It can be fun trying to read Indian names and feel the cadence of what the language might have sounded like ... but down here in Georgia and Alabama, the Indians must have coughed a lot. I couldn't get through some of the river names without having to clear my throat: Withlacoochee River, Ochlockonee River, Cooleewahee Creek, Ichawaynochaway Creek, Choctawhatchee River. Jeez, some of those *signs* were longer than the bridge that crossed the creek!
    It is Saturday. I saw an entire family of six, including the parents, playing with kites in the field beside their house. The youngest, maybe four years old, was jumping and chasing a kite that would turn and chase him. Terror and joy interspersed. Just like riding a motorcycle.

    Moultrie. The town name reminded me of the maiden of Moulton I met on a previous wander. About four years ago I stopped in Moulton, Alabama, and met a sultry sexy siren who, if truth in advertising laws applied to people, should have had 'man trap' tattooed on her forehead. She really wanted to leave town. She'd take the first man who would 'treat her right'. I wonder how far she got. (I try to not repeat roads ... we'll never know.)
    But the people hereabouts are right friendly. Just outside Leary a pickup truck pulled onto the road in front of me. Three men were in the back. One had a black beret. As a side wind kicked up, the beret lifted off and sailed back toward me. It was a lucky catch, but an impressive snatch nonetheless. I stabbed at the air over my head and pulled down the beret. You could see the eyes of all three widen simultaneously. They pounded on the cab for the driver to stop and I pulled alongside. Their offers of gratitude probably could have made a night of it, but I had my eye on a storm front and wanted to move on. I'm sure their story will grow in the retelling.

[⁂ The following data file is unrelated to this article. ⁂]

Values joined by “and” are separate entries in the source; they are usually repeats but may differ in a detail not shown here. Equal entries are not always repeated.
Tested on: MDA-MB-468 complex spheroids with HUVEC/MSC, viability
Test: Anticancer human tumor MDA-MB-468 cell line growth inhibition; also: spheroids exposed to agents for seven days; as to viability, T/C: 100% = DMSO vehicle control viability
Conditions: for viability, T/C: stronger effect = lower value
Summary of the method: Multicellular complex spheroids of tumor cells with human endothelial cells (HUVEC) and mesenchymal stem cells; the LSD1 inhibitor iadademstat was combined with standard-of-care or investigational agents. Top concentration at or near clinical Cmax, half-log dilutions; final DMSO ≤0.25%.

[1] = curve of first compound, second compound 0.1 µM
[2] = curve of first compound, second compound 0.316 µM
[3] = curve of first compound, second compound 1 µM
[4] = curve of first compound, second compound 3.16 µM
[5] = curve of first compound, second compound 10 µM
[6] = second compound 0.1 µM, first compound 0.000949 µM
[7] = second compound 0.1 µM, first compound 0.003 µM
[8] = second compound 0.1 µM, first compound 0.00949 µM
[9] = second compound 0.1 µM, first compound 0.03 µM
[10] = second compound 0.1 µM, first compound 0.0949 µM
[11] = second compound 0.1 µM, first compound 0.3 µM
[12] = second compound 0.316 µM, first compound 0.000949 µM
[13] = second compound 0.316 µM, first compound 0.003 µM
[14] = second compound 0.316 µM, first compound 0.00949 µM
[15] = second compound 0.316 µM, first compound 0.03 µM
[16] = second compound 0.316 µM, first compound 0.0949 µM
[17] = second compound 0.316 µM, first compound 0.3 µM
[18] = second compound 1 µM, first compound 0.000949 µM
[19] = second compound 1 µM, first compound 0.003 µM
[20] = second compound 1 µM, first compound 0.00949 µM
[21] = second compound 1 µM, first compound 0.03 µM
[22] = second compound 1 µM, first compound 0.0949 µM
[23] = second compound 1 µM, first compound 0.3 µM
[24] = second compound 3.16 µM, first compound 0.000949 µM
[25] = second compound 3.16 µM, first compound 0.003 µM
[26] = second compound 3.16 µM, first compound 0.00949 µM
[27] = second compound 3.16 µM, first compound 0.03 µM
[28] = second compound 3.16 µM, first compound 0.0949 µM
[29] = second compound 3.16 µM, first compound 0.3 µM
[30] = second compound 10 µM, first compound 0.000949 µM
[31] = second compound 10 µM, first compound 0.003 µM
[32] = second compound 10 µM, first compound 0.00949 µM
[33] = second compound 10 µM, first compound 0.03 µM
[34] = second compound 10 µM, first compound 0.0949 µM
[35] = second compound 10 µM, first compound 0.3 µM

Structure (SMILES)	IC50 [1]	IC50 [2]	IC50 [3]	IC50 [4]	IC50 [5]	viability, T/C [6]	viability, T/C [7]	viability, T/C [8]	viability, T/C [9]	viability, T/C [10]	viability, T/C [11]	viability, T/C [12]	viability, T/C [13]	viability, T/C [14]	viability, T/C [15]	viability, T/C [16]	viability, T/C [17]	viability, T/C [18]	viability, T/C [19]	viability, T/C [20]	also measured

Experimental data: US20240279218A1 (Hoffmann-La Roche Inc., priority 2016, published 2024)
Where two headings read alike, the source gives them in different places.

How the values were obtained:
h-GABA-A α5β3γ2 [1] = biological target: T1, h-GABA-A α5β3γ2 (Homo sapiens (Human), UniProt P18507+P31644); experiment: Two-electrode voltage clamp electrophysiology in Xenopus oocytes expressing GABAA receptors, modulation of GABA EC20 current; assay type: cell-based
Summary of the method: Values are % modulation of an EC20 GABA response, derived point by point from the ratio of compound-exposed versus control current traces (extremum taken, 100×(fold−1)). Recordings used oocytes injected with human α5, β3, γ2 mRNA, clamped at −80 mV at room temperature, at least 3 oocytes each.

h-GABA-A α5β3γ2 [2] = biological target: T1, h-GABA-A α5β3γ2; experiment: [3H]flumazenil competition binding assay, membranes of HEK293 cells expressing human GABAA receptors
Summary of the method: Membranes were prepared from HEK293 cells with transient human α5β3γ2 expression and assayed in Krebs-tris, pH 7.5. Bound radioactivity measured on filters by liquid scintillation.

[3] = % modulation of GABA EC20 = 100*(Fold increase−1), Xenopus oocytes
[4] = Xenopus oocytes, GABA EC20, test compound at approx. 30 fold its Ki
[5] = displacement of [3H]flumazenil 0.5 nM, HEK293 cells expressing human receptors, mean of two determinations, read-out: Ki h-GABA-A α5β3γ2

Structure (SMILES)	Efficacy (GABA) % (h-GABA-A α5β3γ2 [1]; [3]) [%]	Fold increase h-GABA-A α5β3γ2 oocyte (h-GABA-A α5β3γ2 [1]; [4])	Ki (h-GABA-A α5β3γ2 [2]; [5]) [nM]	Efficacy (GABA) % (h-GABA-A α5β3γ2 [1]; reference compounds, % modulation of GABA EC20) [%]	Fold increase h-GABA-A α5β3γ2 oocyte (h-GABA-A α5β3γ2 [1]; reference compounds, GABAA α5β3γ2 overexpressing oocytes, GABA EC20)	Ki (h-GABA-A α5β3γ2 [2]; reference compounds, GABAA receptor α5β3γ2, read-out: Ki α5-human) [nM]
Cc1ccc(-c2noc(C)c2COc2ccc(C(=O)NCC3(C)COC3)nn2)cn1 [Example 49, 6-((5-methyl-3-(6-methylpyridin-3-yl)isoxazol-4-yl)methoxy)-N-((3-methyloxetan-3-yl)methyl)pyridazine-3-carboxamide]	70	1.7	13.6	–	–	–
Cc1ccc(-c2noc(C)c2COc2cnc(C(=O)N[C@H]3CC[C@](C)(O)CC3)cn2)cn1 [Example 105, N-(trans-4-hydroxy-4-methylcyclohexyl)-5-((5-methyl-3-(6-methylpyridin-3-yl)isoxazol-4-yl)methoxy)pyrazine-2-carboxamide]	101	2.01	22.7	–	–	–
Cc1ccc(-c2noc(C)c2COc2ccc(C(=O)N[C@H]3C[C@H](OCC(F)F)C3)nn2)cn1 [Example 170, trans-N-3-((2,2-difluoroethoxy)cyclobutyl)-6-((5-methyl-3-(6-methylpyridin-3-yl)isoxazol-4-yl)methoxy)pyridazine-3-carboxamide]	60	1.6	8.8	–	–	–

Many small towns like to claim some element of fame, and they often put that claim on the Welcome To WhereEverYouAre sign. Brundage, Alabama claims Home Of The P-Nut Butter Festival. Now I like going to various food festivals. There are some 300 such in California alone each year - you name it: Garlic, of course, Artichoke, Asparagus, Zucchini .... but Peanut Butter? Heck, why not. I stopped for gas and asked the clerk when the festival was held. What festival? You want to do whut? ... Maybe this is not such a big event after all. From the look on her face you'd think I just asked her to smear peanut butter all over - oh, never mind.

    While leisurely riding through some soft curves on rolling hills, I thought of Tom who told me at the Iron Butt party he thought of me on his ride to Florida. See, he did a 50CC to get there. 50 hours Coast to Coast. San Diego to Jacksonville. 2,370 miles ... except that he did it in 36 hours. My thoughts? Well, by the time this trip is over I will have spent more time than that writing these reports.

396 miles
St. Augustine FL16 US301 FL100 US41 GA133 GA37/AL10 CR6 AL10 Greenville
Sam Lepore, San Francisco